It has been a long time since I last wrote on this site. Having spent the last few years concentrating on my full time job, I am now in a position where I have enough time to return to working with 3D and incorporate it into my job.
As a result, I will be working my way through and documenting my chosen software, Modo, to get a deeper understanding of the program, and giving myself a full refresher on 3D in general. Throughout this process, it is inevitable that I will use other resources on the web, for example, youtube, the modo manual etc. Where applicable I will post the resources at the end of the post. While this process is largely for myself and my own learning, I hope that presenting it here will help at least someone else at the same time.
Please note that having spent years in Lightwave working with a quad view, I prefer to use the “model quad” functionality rather than a single window with the work plane.
The best place to start looking is at the primitives. While most people of course know what these are and how to use them, it is still important to cover them and all of the menus that are associated with them. The primitives can be found in the top right corner of the Modelling tabs. There are a total of sixteen options, two of which will be covered in this first section in order to keep the post length down. The vector/pen options and text will be covered in their own section.
Primitives with the small arrow in the bottom right corner can be held down for further options.
The list of primitives available are: cube, sphere, ellipsoid, cylinder, capsule, arc, cone, torus, tube, and solid sketch.
To select a primitive, click on it then drag out the rough dimensions in the quad view using the handles in the appropriate panel to select the desired size.
There is a menu to the side of the frame that allows you to manually input all of the primitive’s variables which is contextual to each different shape. However, some of the variables are the same for all of the primitives, e.g. position, size, segments.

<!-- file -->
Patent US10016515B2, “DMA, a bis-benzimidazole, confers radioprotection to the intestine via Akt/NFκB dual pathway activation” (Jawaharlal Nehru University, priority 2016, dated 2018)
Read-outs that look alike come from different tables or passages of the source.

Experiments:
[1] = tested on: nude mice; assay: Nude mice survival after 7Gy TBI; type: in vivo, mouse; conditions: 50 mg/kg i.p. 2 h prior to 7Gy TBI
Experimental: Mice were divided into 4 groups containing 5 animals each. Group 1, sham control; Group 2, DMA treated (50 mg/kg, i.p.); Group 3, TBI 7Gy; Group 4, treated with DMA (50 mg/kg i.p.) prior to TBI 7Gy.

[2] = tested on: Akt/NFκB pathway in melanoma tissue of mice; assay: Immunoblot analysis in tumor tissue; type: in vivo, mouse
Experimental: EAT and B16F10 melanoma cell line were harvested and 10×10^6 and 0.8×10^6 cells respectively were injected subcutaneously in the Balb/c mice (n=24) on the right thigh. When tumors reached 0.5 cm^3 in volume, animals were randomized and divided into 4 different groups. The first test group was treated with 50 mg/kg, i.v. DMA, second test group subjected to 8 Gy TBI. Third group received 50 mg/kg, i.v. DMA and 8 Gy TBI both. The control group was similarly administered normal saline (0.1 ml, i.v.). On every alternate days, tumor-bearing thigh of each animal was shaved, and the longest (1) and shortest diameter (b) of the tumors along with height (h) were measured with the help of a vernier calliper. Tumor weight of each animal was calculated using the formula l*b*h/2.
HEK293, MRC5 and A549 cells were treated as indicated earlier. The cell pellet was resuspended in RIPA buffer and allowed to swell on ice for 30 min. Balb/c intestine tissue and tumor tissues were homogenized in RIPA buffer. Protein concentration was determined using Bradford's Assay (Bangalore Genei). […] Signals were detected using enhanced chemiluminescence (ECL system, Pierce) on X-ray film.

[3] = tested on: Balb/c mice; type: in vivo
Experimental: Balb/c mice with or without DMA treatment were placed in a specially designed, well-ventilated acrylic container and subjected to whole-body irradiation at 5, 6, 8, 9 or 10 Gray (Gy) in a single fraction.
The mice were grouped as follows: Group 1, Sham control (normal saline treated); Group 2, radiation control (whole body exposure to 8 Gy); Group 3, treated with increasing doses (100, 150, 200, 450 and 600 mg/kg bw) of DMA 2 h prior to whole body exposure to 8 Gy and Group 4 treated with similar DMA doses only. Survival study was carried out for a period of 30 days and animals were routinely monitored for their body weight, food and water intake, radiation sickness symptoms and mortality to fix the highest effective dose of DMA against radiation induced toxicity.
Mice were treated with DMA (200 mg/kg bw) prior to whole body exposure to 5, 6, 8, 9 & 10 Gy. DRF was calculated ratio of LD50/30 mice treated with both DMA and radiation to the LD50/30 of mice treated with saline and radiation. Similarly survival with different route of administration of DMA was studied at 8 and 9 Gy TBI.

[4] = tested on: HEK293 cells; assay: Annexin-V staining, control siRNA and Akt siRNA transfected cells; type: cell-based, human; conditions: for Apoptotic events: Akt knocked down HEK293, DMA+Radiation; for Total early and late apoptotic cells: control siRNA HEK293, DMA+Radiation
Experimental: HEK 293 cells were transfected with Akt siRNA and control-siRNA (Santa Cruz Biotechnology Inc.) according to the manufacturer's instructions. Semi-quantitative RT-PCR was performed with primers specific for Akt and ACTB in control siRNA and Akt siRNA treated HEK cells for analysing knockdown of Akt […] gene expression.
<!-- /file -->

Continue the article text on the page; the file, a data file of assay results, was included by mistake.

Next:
This will be covered only once, but the individual variables will be covered for every primitive.
Variables common to primitives:
The position parameters determine where the primitive will be placed in open space, with 0,0,0 being the centre.
The size determines the size/radius of the primitive.
The segments option allows more segments to be added to each side of the primitive. For example, taking a cube as an example, adding extra segments to the sides divides the cube into more polygons.
This is very useful when starting a model as it reduces the need to immediately subdivide/cut/bevel etc. It also divides the segments up equally.
On primitives like the sphere, this determines the number of horizontal cuts there will be.
This determines how many segments make up the primitive, it is typically used for round objects, for example, the sphere or the ellipsoid
The axis option determines which axis the radius will be projected on, and therefore changes the direction of the base and the top.
This option makes an automatic UV map for the primitive. This is fine if you want to just use the primitive, but if you start manipulating the shape you are better off making your own.
Min/Max X, Y, Z
This value determines the minimum starting position of the primitive in the world, and the position where it ends. This is another way of amending the size of the primitive where the start and terminus are known.
Cube specific options
Radius and Radius Segments
The radius variables allow for the cube to be rounded off on the edges. The radius value determines how much of an inset there will be for the rounded off edge, radius segments determines how many cuts there will be in the additional geometry. Sharp determines how round the edges can be, i.e. the angle of the rounding off, by adding extra geometry at the edges.
Sphere specific options
This option set allows you to change the way that the sphere is constructed
Globe is the default and creates a regular sphere that represents a ball, quadball creates what is essentially a subdivided square, tesselated adds a sphere that is composed of triangles and quads, and looks like the sort of thing that you might sew together until you increase the subdivision level.
This lets you choose the level of subdivision that you want to use, higher numbers equate to smoother surfaces but a larger polygon count.
The choice between face, subdivs and Catmull-Clark lets you choose which algorithm you use to smooth the mesh. Note that face is the normal, non subdivided model.